Maybe I overdid it as a kid, and ruined Christmas forever?
Every year as a kid I would exhaust myself, spinning through my parents’ collection of Christmas records from the mid-20th century — yes, I’m talking vinyl. Julie Andrews and an orchestra offering classical renditions of Christmas standards? Why, thank you Firestone!
(Photo by Mike Owen)
Slowly but surely, and especially once I hit college, I started building up my own collection — on CD. From quickly forgettable pop compilations — A Very Special Christmas, anyone? — to cheesy Mannheim Steamroller renditions to a delightfully jazzy Ella Fitzgerald set to the classy, classical A Carnegie Hall Christmas Concert — Kathleen Battle and Frederica von Stade! — there wasn’t a Yuletide variety I didn’t try.
Handel’s Messiah: A Soulful Celebration? Preach it, brother!
But those CDs are all old — and collecting dust. Years ago I gave up hope of rekindling the seasonal passion. Oh sure, I may secretly enjoy Mariah Carey’s ”All I Want For Christmas Is You” — but I would never willingly put it on. As it is I hear it a dozen times every week this time of year. Bah, humbug.
But if you’re less of a Scrooge than me, this season seems as good as any to indulge in festive music, with several notable new releases.
In case you haven’t heard, Mariah Carey returns for another seasonal spell. Merry Christmas II You even includes a new modified version of her original holiday hit — and plenty of other pablum to go with it. There’s a hilariously bad dance version of ”Auld Lang Syne,” complete with not one but two New Year’s countdowns, including a super-sped up one. There’s also a live version of ”O Holy Night,” a total train wreck, with Carey vocally dipping too low and too high — and often sounding uninspired — all before an audience that can’t stop clapping and whistling.
If early 20th century pop romps through a winter wonderland are to your liking, you’ll find it on Christmas with the Puppini Sisters, which even includes takes on Carey’s ”All I Want For Christmas Is You” and Wham’s ”Last Christmas.” The Andrews Sisters-influenced Brits are too retro for my taste. Even with winks and nods and a touch of sass, it’s all too prim and straight-laced — too cold — to roast my chestnuts. Fred Schneider of The B-52’s offers a slightly better novelty romp with the silly — and cheap-sounding — Destination…Christmas! with his electro-pop side band the Superions. These joke songs are half-baked and often missing a melodic ingredient, but it could be amusing entertainment for your next spiked eggnog party. And anyway, some people like fruitcake. (”Don’t call me fruitcake!” Schneider teases at one point.)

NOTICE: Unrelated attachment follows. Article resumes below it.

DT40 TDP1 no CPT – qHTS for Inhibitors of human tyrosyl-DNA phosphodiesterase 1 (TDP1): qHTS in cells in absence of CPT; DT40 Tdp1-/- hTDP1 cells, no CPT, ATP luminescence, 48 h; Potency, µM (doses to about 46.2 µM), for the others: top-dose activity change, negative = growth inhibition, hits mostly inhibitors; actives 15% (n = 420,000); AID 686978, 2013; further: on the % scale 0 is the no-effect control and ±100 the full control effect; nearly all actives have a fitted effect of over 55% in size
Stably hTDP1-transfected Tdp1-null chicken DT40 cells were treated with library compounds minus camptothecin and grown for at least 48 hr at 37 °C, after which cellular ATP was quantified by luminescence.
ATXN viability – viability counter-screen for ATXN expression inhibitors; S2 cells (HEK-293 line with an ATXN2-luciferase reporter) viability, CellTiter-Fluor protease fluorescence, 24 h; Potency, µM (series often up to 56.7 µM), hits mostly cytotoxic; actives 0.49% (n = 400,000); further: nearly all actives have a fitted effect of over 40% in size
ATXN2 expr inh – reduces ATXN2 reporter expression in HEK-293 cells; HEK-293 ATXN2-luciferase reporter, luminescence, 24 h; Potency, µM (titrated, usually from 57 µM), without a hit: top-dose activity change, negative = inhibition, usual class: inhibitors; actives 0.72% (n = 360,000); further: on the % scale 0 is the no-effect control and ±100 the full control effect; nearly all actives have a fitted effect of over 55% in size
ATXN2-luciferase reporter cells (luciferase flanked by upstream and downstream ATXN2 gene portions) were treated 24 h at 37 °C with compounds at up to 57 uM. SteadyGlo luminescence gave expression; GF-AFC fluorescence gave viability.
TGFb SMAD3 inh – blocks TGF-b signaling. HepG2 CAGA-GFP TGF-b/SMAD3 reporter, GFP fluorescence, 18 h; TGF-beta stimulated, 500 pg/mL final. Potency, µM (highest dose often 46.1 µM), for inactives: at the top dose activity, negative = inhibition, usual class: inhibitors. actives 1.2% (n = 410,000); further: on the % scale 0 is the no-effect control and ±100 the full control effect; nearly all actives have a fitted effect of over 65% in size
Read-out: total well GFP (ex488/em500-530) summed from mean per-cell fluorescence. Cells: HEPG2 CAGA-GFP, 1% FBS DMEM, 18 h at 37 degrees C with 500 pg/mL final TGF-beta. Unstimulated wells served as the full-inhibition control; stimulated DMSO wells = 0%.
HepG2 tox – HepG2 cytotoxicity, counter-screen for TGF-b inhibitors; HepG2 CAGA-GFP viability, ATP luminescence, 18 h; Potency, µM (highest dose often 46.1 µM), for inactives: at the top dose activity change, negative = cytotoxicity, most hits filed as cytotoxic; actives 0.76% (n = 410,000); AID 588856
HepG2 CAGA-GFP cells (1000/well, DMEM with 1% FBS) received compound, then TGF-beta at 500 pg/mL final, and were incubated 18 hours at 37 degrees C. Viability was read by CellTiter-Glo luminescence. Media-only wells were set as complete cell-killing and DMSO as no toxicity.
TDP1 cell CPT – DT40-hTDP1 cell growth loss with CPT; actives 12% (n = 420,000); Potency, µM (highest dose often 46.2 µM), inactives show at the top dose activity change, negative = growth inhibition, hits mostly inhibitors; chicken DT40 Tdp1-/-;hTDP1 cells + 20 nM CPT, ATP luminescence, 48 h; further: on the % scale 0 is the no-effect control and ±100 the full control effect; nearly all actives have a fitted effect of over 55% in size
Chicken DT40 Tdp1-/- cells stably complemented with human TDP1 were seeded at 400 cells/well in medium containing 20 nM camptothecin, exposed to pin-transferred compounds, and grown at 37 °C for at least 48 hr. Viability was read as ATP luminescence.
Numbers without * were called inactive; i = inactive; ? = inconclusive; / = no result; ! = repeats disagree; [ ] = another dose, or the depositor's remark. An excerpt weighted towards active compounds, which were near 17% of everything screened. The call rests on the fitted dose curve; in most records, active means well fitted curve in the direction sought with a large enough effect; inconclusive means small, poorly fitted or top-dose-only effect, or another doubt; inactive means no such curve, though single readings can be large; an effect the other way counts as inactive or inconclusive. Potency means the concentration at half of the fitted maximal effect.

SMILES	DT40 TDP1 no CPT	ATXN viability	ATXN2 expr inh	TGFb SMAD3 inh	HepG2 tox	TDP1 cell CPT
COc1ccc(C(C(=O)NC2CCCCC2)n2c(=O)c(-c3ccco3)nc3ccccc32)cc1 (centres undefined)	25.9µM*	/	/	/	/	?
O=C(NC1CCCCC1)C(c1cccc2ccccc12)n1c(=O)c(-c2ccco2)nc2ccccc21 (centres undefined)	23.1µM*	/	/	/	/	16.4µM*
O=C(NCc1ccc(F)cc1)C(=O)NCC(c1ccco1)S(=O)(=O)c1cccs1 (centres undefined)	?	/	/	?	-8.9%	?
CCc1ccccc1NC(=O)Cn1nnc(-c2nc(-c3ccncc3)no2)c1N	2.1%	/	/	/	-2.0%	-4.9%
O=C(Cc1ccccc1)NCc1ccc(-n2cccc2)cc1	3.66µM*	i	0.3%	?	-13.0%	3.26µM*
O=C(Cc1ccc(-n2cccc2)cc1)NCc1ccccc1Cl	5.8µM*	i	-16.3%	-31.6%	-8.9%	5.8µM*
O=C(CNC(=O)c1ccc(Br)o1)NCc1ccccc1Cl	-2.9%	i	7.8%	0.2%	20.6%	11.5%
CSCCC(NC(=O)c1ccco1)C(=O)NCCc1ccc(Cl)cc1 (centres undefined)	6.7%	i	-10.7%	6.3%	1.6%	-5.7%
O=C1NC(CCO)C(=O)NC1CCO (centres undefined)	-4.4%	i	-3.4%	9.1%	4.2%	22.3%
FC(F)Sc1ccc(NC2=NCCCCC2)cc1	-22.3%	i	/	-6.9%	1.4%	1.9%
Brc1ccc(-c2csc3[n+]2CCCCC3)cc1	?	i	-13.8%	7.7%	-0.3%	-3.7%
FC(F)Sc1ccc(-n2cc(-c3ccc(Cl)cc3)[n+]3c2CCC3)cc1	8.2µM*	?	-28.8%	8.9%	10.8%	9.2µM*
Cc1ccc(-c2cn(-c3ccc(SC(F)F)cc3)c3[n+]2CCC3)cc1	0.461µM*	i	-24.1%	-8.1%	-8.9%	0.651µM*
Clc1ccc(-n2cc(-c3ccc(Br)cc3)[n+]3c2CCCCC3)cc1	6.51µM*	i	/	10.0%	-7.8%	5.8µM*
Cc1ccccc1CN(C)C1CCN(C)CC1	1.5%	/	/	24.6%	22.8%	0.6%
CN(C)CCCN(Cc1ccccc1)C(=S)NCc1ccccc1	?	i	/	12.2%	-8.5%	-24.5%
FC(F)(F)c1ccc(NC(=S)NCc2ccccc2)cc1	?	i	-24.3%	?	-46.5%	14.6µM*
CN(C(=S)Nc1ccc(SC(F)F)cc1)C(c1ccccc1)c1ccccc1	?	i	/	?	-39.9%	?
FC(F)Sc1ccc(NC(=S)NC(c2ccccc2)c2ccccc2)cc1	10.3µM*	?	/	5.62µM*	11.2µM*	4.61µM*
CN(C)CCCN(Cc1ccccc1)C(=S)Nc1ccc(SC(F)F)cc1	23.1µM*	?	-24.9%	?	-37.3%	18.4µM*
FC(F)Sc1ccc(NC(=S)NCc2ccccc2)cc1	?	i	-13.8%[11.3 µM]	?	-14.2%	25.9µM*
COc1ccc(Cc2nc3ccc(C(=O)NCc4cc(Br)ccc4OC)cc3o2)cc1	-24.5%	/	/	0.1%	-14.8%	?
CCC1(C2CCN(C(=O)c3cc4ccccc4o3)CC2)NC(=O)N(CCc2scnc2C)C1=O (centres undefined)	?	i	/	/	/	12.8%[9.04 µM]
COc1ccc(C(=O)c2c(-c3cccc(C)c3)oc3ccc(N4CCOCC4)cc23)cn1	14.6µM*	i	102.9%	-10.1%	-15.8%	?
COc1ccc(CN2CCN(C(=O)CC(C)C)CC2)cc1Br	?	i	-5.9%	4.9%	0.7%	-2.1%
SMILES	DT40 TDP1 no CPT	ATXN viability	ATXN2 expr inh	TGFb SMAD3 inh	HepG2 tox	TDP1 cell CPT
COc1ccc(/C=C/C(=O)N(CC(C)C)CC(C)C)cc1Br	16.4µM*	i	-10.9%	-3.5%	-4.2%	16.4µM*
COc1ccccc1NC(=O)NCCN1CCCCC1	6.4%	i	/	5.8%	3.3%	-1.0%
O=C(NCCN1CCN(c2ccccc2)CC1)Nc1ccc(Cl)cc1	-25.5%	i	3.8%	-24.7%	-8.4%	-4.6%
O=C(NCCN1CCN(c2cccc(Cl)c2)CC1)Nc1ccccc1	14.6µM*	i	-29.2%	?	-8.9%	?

Signature Theatre’s Matt Conner, the local composer (Nevermore) and actor (Show Boat, Sunset Boulevard), parlays his experience as Signature’s lobby pianist to record his first album of instrumental classic Christmas tunes, plus two original recordings — including the moody ”Snow.” Winter is a sweet set — the sound of an expensive music box in stereo — as perfect as a gift for your mother or grandmother as it is as accompaniment while you go about decorating. Which is not to say Winter fades into the background. Conner’s dazzling, multi-tempo, dramatic rendering of ”Jingle Bells” is sure to grab your attention, for one.
But really, there’s only one set that could turn a jaded Christmas caroler’s heart from brittle to buttermilk fudge. At least, only Annie Lennox has rekindled my spirit.
A new album from Lennox? Just two years ago she threatened to quit the music business altogether, so this alone is news worth heralding. (And she’s signed a new contract with a new label, to boot.) But listening to A Christmas Cornucopia is better news still.
Lennox, a Christmas baby, here transforms shopworn Christmas classics, mostly traditional hymns. She embellishes them with unexpected, even atonal harmonies, with her own multi-tracked vocals plus the African Children’s Choir. She teases out the dark or dramatic undercurrents in many otherwise joyous hymns — her ”God Rest Ye Merry Gentlemen” is stunning in that regard. She adds world music touches, including African vocal chants and the use of captivating old-world instruments. But all of it is done with great care, intending to please both an amateur and an academic listener.
If she hadn’t been thinking about making this set for a long time, you can tell she at least took a long time making it. Few other artists would go to the lengths she has here. No one else has in years.